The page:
‘Abolition of the Royal Familia’ album out today, alongside ‘Abolition In Dub’
The Orb were due to hold a launch party this weekend to celebrate their acclaimed new album, which has been cancelled for obvious reasons. But staying true to his renowned work ethic, Orb mainman Alex Paterson decided to scale-up, rather than admit defeat. From 11am GMT tomorrow (28th March) to 11am GMT on Sunday (29th March), he’ll be on an epic 24hour DJ journey into ambience and beyond, which will be broadcast live on WNBC London.
The Orb’s ‘Abolition of the Royal Familia’ out now on vinyl, CD, download & stream via Cooking Vinyl. Buy / stream
Stream ‘Abolition of the Royal Familia’ (Deluxe) featuring ‘Abolition In Dub via Spotify
“The reason we’re still visiting The Orb’s ever-pulsalting (ultra)world 30 years on is a simple one – life here is never dull. As eccentric, sprawling and trippy as ever” Mixmag 8/10
“This stalwart of the rave generation, with a little help from his friends, still has plenty of file left in his belly’” Mojo ****
“Dub-infused rhythms, sunny grooves and dreamy new age moodscapes, all sprinkled with very British stoner humour” Uncut
“The group’s new LP feels like a return to form. It’s a dreamy trip into dub reggae, Balearic house, ambient music and psychedelia that feels both contemporary, and classic Orb” Red Bull
“Alex Paterson will get an OBE for services to dance music at this rate” Q
“Outstanding – an inspired collage” Prog
“Glorious fun” Record Collector
“Full of little surprises” Classic Pop
Out today, Cooking Vinyl present ‘Abolition of the Royal Familia’ – the 17th album by prolific electronic godfather Alex Paterson and his rotating roster of collaborative cohorts. It forms part two of a pair – a continuation of the same “anything goes” ethos as the previous, critically-acclaimed longplayer ‘No Sounds Are Out Of Bounds’.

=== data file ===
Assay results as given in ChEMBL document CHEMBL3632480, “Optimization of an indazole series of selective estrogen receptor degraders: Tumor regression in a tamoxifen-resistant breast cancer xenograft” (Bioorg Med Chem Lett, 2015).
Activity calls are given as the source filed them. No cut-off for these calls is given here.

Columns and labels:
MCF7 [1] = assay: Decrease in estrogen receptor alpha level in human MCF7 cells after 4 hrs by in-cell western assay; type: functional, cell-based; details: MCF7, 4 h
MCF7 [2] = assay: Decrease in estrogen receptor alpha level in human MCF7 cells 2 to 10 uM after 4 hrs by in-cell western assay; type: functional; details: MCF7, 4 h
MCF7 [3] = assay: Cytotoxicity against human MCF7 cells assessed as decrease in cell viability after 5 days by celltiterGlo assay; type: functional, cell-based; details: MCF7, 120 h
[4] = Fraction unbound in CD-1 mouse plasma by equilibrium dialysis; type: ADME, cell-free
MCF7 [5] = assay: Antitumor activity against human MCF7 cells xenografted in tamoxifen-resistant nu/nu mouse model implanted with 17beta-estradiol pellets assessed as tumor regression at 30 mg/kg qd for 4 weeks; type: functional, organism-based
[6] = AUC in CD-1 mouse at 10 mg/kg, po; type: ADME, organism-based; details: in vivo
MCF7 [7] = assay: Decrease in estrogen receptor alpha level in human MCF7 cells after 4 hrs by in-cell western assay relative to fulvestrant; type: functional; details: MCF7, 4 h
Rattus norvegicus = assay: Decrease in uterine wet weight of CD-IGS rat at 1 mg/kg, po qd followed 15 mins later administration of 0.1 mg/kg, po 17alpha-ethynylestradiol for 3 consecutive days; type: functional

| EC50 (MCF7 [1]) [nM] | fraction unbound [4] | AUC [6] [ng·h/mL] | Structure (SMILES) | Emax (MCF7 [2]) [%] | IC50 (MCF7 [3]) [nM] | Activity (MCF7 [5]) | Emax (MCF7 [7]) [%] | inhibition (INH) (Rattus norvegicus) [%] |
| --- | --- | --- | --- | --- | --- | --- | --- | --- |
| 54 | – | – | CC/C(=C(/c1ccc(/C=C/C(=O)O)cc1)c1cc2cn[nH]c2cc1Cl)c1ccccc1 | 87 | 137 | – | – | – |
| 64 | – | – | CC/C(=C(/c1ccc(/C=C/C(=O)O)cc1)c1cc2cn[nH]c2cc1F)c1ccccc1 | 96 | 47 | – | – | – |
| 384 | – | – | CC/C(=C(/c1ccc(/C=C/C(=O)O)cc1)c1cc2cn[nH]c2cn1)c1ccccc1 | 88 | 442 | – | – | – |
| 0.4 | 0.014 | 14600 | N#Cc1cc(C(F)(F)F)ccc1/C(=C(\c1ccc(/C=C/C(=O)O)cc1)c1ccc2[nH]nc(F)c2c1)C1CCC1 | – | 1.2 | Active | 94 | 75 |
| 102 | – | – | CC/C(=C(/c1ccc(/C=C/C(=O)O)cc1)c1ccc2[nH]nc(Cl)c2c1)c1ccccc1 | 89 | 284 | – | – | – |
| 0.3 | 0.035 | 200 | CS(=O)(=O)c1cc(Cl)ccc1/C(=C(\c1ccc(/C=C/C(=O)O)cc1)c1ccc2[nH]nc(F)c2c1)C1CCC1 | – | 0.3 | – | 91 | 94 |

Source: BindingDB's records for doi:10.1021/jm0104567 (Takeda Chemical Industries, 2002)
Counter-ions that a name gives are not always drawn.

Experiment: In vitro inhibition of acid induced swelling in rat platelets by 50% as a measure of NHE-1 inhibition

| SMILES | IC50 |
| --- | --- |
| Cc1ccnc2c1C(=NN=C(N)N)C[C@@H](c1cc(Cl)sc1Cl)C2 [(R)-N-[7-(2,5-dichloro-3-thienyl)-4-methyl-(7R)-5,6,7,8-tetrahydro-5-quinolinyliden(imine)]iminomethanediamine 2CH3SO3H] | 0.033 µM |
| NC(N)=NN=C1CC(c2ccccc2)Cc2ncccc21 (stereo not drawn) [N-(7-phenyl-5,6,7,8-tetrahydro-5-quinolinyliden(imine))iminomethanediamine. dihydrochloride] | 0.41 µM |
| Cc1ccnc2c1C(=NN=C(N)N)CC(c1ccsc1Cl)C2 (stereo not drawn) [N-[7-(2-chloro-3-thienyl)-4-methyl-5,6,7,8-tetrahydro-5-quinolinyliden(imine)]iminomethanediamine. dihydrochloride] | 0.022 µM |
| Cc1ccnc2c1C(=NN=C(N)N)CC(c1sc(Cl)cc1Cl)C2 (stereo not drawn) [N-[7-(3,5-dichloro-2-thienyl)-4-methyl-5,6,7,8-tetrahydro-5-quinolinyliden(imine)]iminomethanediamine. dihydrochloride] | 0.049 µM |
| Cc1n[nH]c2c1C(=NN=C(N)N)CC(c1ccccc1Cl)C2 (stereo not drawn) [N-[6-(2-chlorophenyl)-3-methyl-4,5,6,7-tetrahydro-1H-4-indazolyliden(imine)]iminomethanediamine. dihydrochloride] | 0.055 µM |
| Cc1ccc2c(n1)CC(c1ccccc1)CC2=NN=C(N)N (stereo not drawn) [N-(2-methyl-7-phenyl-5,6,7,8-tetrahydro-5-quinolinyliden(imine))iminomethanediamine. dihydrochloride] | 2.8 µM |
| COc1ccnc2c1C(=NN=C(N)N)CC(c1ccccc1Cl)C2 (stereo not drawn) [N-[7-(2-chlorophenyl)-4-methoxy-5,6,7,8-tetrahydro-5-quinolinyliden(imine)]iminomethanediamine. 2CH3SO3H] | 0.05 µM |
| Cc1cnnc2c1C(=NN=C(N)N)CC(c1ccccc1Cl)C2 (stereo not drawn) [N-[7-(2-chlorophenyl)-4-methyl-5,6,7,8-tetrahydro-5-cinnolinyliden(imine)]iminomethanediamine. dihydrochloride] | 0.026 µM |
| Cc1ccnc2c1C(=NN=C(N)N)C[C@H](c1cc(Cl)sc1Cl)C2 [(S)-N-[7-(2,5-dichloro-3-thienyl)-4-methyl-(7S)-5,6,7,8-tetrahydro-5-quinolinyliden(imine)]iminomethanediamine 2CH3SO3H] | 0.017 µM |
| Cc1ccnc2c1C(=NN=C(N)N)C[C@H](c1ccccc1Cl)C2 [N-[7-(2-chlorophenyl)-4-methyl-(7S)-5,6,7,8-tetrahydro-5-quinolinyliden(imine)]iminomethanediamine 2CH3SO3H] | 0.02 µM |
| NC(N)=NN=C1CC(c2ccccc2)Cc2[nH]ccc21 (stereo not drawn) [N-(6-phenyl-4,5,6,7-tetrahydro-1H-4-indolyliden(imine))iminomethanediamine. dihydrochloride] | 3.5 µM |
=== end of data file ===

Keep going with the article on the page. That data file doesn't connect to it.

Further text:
This new offering marks the first with Paterson and Michael Rendall as main writing partners, with the new blood having risen-up-the-ranks from a member of The Orb’s touring band, to a studio engineer, and now graduated to half of the fully-fledged core duo. The pair also took over production duties from Youth, who corralled sessions for the last LP.
‘Abolition…’ features guest turns from Youth, Roger Eno, Steve Hillage and Miquette Giraudy (from Gong and System 7), On U-Sound’s David Harrow, Alex’s dog Ruby, a 17 year old trumpeter called Oli Cripps (who was working a Saturday job in Alex’s local record shop when the pair met), his cousin Leyton on whistle, real strings courtesy of Violetta, and a whole lot more (listed below).
With its provocative, mafia-alluding title, Hogarth/Chapman Brothers inspired cover by artist Pure Evil and a no-longer-present sample of Prince Charles (removed for litigious reasons), it’s clear that ‘Abolition..’ continues The Orb’s recent run of records which protest against the establishment, albeit in their own roundabout and idiosyncratic way.
The album is in part inspired by and in retrospective protest of the royal family’s historical endorsement of the East India Company’s opium trade, which was hugely damaging to India and caused two wars with China in the 18th and 19th centuries.
Humour, samples, deep ambience, cerebral throbbing dub, classic house, the white island, hip hop, psych and heartbreakingly beautiful contemporary composition are recognisably present, as is, perhaps less expectedly, a proudly pop element:
The journey commences in light mood with the breezy Balearica of ‘Daze’, followed by the cowbell heavy, rude bass powered ‘House of Narcotics’ – both of which feature Andy Cain (of Mark Ernestus and Moritz Von Oswald’s house gems ‘I’m Your Brother’ and ‘A New Day’ fame). Incidentally, the House of Narcotics is apparently what other countries called our royal family, during the aforementioned opium years.
Having met Steven Hawking at a lecture and later being told that the legendary cosmologist used to listen to The Orb, the pulsing technotrance of ‘Hawk Kings’ is Patterson’s tribute, which he describes as “a monster of a tune, in a similar mood to ‘Assassin’ and ‘Toxygene’”. An embryonic version of ‘Honey Moonies’ went down a storm at Youth’s Space Mountain Festival in southern Spain, and with the finished article’s vintage deep sunrise house, it’s easy to see why.
An ironic juxtaposition (named as it is after a methamphetamine given to German soldiers in WW2), ‘Pervitin’ marks the first in a passage of epic ambient gems, which follows with the orchestral, WNBC radio referencing ‘Afros, Afghans and Angels’, and onto ‘Shape Shifters (in two parts)’, which segues from blue jazz beauty into pimped-out-funk-meets-dub.
Bass-heavy reggae vibes continue on the brass and melodica of ‘Say Cheese’ and onto the chugging, hip hop rubadub of ‘Ital Orb’. The warm happy glow of ‘Queen of Hearts’ nods to classic jungle and the ‘Weekend It Rained Forever’ is a 12-minute masterpiece of stunning ambient perfection. The album closes with ‘Slave Till U Die No Matter What U Buy’ – a cosmic overhaul of Jello Biafra’s ‘Message From Our Sponsors’.